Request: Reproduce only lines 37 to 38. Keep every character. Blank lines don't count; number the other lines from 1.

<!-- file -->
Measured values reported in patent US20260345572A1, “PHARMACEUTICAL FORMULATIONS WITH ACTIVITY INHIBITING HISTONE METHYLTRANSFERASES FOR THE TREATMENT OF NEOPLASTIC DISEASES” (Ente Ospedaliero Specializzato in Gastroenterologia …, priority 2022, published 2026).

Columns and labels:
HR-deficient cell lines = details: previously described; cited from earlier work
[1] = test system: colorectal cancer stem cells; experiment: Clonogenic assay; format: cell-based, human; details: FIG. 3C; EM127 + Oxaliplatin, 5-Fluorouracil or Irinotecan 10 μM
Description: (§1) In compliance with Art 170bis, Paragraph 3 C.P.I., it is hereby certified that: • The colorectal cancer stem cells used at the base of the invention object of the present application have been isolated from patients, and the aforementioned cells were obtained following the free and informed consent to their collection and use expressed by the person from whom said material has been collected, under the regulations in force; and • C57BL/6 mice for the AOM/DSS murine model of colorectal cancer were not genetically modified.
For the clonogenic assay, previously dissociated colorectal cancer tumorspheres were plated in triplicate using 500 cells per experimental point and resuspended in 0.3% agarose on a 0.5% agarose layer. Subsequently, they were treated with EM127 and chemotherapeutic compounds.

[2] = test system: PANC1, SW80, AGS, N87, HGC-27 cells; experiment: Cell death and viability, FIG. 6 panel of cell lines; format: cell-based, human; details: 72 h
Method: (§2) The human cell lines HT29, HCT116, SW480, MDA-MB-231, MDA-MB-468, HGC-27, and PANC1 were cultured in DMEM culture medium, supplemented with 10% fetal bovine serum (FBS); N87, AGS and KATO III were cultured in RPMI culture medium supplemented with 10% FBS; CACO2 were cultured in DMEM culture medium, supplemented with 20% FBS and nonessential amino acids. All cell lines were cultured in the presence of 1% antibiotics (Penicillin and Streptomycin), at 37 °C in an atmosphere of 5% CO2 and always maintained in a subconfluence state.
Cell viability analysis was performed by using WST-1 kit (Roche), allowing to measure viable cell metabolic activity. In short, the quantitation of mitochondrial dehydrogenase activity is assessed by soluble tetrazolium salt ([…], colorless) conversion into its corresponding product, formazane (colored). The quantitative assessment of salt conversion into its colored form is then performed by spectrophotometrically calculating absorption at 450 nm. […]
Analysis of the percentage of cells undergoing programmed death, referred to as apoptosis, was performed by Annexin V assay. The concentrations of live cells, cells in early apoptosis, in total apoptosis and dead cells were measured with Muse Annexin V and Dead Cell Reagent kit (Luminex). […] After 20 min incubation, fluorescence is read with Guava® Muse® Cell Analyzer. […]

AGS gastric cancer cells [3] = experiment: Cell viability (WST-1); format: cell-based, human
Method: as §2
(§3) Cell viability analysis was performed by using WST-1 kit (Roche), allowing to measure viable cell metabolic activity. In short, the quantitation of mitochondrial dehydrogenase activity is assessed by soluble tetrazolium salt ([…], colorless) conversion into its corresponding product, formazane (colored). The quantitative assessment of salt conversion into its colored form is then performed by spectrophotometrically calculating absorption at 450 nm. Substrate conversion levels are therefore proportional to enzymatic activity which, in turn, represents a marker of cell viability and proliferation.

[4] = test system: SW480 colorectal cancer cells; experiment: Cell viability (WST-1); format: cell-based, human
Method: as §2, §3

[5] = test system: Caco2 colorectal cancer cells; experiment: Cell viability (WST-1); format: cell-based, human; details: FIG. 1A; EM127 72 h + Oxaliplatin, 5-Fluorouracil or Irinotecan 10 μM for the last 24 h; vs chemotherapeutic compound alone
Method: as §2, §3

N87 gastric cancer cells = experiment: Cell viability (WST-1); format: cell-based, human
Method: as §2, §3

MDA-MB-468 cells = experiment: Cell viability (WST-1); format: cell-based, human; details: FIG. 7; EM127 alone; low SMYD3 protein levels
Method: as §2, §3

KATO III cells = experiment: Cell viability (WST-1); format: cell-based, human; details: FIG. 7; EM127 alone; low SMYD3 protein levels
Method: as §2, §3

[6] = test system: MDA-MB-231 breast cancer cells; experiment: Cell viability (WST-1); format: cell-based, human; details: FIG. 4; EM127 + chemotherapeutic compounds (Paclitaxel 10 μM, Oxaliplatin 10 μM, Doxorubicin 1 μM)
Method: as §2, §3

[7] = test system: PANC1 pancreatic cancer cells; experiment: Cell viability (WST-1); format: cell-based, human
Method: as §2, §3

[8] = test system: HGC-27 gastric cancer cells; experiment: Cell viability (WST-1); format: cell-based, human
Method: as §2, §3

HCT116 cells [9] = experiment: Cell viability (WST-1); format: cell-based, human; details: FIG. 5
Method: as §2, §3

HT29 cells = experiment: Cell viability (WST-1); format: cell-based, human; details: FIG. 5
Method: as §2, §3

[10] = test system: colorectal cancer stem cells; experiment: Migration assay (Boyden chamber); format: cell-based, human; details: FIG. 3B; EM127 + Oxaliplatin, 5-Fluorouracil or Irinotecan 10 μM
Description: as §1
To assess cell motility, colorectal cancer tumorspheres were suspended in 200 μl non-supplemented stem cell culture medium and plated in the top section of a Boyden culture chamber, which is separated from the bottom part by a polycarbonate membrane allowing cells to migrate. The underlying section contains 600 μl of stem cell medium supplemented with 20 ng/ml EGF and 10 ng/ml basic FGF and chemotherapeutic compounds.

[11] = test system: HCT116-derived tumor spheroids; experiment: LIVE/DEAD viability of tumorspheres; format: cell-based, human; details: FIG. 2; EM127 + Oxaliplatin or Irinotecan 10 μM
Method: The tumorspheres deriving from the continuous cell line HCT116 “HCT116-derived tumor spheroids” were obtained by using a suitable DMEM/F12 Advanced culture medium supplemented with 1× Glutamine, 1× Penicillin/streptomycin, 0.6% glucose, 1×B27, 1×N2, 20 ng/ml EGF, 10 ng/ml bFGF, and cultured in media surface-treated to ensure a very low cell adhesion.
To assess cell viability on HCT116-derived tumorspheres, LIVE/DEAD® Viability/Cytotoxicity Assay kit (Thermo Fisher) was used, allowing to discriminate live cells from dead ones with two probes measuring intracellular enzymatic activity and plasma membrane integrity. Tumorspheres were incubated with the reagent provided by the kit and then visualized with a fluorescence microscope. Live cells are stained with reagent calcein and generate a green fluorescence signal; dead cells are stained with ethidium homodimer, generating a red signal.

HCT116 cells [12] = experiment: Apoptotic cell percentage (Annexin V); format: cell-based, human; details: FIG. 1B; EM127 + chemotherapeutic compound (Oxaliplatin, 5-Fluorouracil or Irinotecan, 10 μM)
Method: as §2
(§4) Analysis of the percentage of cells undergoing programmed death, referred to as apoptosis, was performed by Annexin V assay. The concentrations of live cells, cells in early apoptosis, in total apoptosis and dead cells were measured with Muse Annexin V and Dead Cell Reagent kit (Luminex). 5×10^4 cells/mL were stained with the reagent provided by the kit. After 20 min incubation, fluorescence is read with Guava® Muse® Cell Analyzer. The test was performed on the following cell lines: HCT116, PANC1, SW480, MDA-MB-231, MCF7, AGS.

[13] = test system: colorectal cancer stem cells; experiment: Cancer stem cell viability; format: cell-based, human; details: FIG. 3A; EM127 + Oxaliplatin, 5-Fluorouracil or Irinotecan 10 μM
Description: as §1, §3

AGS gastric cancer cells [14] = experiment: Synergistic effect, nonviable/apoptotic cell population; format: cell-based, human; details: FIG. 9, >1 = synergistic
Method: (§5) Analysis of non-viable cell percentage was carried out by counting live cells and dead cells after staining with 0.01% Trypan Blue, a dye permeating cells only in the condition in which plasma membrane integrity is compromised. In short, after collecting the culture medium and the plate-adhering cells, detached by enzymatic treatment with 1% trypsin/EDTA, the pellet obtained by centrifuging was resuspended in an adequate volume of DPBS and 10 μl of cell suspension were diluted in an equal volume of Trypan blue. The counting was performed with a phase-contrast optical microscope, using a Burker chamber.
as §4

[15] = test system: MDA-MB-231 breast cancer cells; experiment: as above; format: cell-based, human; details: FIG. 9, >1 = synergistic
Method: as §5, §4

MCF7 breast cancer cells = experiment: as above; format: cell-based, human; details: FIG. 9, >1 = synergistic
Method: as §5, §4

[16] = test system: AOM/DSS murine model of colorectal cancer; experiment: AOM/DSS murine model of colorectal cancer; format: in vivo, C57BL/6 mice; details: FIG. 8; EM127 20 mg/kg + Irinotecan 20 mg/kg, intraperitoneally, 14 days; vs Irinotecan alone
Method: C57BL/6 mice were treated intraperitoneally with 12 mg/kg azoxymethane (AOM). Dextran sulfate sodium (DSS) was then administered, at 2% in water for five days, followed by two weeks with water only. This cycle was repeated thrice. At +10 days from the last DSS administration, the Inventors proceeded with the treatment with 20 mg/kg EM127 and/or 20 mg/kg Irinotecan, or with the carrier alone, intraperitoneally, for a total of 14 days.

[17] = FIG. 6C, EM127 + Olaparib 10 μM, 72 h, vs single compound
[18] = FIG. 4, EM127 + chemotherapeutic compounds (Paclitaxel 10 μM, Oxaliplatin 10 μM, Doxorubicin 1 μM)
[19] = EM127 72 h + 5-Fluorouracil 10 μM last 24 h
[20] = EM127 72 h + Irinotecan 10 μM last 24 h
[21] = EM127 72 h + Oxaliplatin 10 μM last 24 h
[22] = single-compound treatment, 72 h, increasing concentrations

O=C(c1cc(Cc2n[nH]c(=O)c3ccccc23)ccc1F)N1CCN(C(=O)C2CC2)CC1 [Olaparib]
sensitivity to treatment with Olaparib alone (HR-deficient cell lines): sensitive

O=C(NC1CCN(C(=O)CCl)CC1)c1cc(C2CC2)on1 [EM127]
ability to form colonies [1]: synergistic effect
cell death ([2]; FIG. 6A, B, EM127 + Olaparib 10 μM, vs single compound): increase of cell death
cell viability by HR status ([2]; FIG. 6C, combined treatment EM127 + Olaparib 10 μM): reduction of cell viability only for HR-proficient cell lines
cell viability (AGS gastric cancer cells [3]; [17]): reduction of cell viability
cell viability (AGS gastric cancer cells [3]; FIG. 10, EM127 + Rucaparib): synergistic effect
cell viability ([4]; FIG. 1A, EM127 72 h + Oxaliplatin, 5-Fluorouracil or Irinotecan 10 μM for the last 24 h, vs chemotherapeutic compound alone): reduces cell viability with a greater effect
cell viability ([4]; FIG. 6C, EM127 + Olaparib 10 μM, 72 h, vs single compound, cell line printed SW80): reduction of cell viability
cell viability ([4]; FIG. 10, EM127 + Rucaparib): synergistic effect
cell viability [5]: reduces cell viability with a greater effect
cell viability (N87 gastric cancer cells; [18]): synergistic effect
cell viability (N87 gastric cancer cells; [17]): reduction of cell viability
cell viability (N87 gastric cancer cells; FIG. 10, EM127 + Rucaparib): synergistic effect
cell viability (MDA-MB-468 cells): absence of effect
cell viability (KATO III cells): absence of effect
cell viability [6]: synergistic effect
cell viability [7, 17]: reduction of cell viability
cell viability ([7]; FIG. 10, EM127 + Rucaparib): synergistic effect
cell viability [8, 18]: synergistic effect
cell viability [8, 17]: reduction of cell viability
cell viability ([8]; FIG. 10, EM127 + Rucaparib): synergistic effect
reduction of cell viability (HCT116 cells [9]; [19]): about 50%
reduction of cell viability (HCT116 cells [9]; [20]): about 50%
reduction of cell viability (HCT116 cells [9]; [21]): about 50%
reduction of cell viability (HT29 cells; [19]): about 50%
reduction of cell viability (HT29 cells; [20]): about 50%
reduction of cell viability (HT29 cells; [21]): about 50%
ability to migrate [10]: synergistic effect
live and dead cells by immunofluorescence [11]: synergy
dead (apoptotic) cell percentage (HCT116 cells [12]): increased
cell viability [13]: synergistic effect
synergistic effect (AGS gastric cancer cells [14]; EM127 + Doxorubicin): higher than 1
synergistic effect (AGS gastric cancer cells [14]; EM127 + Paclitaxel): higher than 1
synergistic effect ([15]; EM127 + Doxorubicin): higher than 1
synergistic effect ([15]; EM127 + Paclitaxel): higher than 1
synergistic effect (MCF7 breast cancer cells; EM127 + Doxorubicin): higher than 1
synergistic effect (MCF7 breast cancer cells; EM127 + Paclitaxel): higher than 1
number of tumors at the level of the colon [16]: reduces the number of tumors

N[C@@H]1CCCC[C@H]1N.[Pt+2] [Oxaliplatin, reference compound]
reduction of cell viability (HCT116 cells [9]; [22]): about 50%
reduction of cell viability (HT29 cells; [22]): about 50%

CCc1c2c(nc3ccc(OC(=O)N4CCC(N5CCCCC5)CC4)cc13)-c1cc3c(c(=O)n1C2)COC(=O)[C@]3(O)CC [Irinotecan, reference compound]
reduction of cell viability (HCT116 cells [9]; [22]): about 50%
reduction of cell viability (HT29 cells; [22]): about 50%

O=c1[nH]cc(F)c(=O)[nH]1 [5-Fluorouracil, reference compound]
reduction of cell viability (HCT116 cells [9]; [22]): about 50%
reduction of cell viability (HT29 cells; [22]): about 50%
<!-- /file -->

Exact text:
[11] = test system: HCT116-derived tumor spheroids; experiment: LIVE/DEAD viability of tumorspheres; format: cell-based, human; details: FIG. 2; EM127 + Oxaliplatin or Irinotecan 10 μM
Method: The tumorspheres deriving from the continuous cell line HCT116 “HCT116-derived tumor spheroids” were obtained by using a suitable DMEM/F12 Advanced culture medium supplemented with 1× Glutamine, 1× Penicillin/streptomycin, 0.6% glucose, 1×B27, 1×N2, 20 ng/ml EGF, 10 ng/ml bFGF, and cultured in media surface-treated to ensure a very low cell adhesion.